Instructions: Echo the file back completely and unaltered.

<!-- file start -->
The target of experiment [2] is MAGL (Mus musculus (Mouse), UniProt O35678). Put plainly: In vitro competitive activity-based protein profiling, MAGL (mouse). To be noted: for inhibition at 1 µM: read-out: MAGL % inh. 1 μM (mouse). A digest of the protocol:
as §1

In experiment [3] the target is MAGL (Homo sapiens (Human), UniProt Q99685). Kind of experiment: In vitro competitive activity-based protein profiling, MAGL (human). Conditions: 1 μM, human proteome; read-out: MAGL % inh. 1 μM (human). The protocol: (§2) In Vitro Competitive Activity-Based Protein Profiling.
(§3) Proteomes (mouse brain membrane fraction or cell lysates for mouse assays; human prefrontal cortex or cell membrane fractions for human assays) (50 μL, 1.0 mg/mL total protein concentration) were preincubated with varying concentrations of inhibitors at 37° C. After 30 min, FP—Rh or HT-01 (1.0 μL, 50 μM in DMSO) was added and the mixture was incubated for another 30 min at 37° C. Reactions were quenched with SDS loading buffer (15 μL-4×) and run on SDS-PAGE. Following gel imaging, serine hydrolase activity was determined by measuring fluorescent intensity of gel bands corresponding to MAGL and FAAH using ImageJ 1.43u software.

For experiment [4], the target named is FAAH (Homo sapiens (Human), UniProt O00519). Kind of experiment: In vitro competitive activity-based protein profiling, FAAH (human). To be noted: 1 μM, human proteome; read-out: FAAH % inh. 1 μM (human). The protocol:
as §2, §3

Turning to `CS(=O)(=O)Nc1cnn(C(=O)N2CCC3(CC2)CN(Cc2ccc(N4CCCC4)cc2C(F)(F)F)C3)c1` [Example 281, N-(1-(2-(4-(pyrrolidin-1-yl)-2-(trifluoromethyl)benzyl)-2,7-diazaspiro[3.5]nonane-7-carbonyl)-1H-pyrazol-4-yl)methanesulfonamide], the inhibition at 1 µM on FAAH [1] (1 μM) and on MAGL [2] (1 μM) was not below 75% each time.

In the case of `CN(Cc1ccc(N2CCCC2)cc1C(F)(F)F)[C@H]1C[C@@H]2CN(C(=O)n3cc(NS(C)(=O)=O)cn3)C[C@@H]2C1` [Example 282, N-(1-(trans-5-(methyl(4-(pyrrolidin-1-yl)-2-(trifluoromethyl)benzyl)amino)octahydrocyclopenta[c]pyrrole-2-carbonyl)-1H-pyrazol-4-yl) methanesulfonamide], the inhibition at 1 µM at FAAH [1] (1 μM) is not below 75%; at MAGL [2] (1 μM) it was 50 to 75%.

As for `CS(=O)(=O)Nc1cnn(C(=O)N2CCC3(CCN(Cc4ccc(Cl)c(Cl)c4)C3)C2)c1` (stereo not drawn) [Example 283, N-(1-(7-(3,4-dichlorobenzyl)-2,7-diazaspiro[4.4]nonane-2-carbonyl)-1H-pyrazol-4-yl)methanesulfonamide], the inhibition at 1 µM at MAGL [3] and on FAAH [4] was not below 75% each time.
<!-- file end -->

The target of experiment [2] is MAGL (Mus musculus (Mouse), UniProt O35678). Put plainly: In vitro competitive activity-based protein profiling, MAGL (mouse). To be noted: for inhibition at 1 µM: read-out: MAGL % inh. 1 μM (mouse). A digest of the protocol:
as §1

In experiment [3] the target is MAGL (Homo sapiens (Human), UniProt Q99685). Kind of experiment: In vitro competitive activity-based protein profiling, MAGL (human). Conditions: 1 μM, human proteome; read-out: MAGL % inh. 1 μM (human). The protocol: (§2) In Vitro Competitive Activity-Based Protein Profiling.
(§3) Proteomes (mouse brain membrane fraction or cell lysates for mouse assays; human prefrontal cortex or cell membrane fractions for human assays) (50 μL, 1.0 mg/mL total protein concentration) were preincubated with varying concentrations of inhibitors at 37° C. After 30 min, FP—Rh or HT-01 (1.0 μL, 50 μM in DMSO) was added and the mixture was incubated for another 30 min at 37° C. Reactions were quenched with SDS loading buffer (15 μL-4×) and run on SDS-PAGE. Following gel imaging, serine hydrolase activity was determined by measuring fluorescent intensity of gel bands corresponding to MAGL and FAAH using ImageJ 1.43u software.

For experiment [4], the target named is FAAH (Homo sapiens (Human), UniProt O00519). Kind of experiment: In vitro competitive activity-based protein profiling, FAAH (human). To be noted: 1 μM, human proteome; read-out: FAAH % inh. 1 μM (human). The protocol:
as §2, §3

Turning to `CS(=O)(=O)Nc1cnn(C(=O)N2CCC3(CC2)CN(Cc2ccc(N4CCCC4)cc2C(F)(F)F)C3)c1` [Example 281, N-(1-(2-(4-(pyrrolidin-1-yl)-2-(trifluoromethyl)benzyl)-2,7-diazaspiro[3.5]nonane-7-carbonyl)-1H-pyrazol-4-yl)methanesulfonamide], the inhibition at 1 µM on FAAH [1] (1 μM) and on MAGL [2] (1 μM) was not below 75% each time.

In the case of `CN(Cc1ccc(N2CCCC2)cc1C(F)(F)F)[C@H]1C[C@@H]2CN(C(=O)n3cc(NS(C)(=O)=O)cn3)C[C@@H]2C1` [Example 282, N-(1-(trans-5-(methyl(4-(pyrrolidin-1-yl)-2-(trifluoromethyl)benzyl)amino)octahydrocyclopenta[c]pyrrole-2-carbonyl)-1H-pyrazol-4-yl) methanesulfonamide], the inhibition at 1 µM at FAAH [1] (1 μM) is not below 75%; at MAGL [2] (1 μM) it was 50 to 75%.

As for `CS(=O)(=O)Nc1cnn(C(=O)N2CCC3(CCN(Cc4ccc(Cl)c(Cl)c4)C3)C2)c1` (stereo not drawn) [Example 283, N-(1-(7-(3,4-dichlorobenzyl)-2,7-diazaspiro[4.4]nonane-2-carbonyl)-1H-pyrazol-4-yl)methanesulfonamide], the inhibition at 1 µM at MAGL [3] and on FAAH [4] was not below 75% each time.